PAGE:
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Fourth graders take field trip to wildlife site


Posted Date: 11/07/2019

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The fourth graders asked a lot of questions once the “lunch wagon” they were riding on left the visible area of the former Safari Golf Course. The manicured fairways are gone and grasses have grown tall at the Lakeview Wildlife Site where the public can enjoy walking trails, a playground for children and a Frisbee golf course. The area furthest from the road has been reseeded with grasses native to Kansas and that is where Bill Myers, Recreation and Parks employee who oversees the site, took Angie Wright’s Chanute Elementary fourth graders.fourth graders tour wildlife area

“This is the way Kansas looked years ago,” Myers said from his perch on a tractor that pulled the wagon of students. “Back when there were covered wagons going through Kansas, can you imagine, (driving through these) very, very tall grasses,” that could grow taller than the top of the wagon.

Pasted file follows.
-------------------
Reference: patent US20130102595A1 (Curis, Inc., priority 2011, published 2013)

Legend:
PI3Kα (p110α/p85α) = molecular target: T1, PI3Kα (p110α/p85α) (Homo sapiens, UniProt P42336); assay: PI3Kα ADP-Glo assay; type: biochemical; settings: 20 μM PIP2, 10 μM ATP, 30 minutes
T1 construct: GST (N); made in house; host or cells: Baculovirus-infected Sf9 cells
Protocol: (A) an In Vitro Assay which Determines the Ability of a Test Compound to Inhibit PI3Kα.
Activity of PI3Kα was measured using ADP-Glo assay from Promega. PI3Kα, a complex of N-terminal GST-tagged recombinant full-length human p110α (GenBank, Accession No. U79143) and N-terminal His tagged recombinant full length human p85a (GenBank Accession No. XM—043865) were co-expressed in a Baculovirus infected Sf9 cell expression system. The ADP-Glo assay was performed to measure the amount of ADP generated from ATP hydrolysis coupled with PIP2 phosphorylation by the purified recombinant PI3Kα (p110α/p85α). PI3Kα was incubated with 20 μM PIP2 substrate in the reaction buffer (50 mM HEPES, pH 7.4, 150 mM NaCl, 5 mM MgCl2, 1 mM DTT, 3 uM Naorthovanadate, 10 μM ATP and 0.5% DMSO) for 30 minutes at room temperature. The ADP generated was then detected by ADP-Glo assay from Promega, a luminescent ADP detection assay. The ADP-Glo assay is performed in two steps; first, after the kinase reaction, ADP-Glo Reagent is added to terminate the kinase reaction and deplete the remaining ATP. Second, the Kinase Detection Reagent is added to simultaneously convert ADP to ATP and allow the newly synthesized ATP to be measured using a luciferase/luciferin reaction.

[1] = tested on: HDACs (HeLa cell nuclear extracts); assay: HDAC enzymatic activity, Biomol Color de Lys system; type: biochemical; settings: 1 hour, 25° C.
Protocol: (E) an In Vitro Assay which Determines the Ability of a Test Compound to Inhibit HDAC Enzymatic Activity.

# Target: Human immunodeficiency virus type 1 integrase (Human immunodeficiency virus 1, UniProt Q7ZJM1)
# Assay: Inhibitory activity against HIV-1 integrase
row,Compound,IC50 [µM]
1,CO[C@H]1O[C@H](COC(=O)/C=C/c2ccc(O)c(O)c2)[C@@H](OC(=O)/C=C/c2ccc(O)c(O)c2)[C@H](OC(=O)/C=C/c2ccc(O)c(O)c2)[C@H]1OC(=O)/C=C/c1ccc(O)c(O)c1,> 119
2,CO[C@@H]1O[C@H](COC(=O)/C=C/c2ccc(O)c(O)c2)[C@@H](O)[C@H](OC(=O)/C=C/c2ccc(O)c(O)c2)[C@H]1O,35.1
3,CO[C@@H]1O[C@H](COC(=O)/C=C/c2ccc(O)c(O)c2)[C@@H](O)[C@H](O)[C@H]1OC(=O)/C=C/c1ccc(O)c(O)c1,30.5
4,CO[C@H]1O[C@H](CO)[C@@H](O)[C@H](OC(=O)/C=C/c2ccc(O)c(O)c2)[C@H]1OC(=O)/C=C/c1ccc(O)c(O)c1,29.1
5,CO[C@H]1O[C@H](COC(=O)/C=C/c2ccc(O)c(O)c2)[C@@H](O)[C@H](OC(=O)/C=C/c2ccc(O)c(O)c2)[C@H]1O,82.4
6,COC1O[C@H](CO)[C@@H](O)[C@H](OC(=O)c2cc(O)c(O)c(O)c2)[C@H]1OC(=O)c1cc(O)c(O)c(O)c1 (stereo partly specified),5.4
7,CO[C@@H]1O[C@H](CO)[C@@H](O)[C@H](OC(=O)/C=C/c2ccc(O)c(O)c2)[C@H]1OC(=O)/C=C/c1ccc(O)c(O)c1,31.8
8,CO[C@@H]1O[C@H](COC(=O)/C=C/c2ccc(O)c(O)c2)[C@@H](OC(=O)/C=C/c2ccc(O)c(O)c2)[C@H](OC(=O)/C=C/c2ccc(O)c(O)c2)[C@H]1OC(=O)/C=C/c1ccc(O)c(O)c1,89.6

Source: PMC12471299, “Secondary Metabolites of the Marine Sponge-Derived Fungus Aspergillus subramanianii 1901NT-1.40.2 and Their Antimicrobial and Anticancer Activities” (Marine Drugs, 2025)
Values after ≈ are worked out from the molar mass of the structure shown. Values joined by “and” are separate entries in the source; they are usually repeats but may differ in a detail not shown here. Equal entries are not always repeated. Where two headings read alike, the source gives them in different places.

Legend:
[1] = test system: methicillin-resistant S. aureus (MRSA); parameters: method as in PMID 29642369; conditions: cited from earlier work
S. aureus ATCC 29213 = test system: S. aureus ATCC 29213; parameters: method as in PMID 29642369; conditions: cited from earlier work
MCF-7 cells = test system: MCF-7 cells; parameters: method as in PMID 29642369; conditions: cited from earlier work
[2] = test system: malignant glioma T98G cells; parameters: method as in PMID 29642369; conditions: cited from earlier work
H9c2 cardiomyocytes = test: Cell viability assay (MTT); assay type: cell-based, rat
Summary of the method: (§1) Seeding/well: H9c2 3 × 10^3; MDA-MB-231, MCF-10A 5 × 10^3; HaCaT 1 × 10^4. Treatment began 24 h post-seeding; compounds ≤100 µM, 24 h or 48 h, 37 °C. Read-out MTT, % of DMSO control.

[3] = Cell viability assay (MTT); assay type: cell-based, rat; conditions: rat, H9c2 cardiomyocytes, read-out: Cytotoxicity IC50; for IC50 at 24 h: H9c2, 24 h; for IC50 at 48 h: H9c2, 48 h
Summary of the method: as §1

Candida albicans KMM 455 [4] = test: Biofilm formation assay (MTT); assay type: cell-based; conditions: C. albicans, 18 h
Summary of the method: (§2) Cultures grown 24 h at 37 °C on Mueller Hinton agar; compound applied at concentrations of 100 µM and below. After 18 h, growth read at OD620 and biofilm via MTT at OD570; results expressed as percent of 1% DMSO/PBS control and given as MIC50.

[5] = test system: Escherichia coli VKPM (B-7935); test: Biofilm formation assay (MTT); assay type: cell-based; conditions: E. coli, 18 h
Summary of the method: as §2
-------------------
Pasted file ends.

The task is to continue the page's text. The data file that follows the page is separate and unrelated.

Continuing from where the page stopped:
Plucking a stalk of Blue Stem next to the path, Myers told them it was the predominant grass across the prairies in the United States.

“This stuff up here (at the top of the stalk) is seed. It drops to the ground and the grass comes back and grows again next year,” he said. As the students passed the grass around, he pointed out another grass with a feathery top that is called Foxtail.

girl holds native grassThe students didn’t know why people burn off the grasses every year.

“Fires help keep out all the trees,” Myers said. A “controlled burn in the spring will burn all the weeds (and thistles) so the good grasses can grow.”

As he stepped along the trailer, Myers pointed out all the grasshoppers jumping out of his path and into the tall grass.

“There are hundreds of thousands of grasshoppers and different kinds of wildlife that love this type of area because they can hide in it,” he said.

They talked about habitats, and Myers pointed out two types of habitats they’ve created, one for water fowl and another for quail.

He pointed out the cattails at the edge of a lake where different types of ducks and geese can thrive and said, “they like it back here, where it is shallow and marshy.”

The Lakeview Wildlife Site at Safari Park has been designated an (OWLS) Outdoor Wildlife Learning Site by the Kansas Dept. of Wildlife, Parks and Tourism. Exposing students to native wildlife and plant communities and encouraging an appreciation for wildlife and their environments is the goal behind creating OWLS around schools and in communities.

Myers encouraged the students to come back to the OWLS area with their families, to observe different kinds of birds and watch how squirrels eat.

“Make it a point to get out in nature and look around,” he said.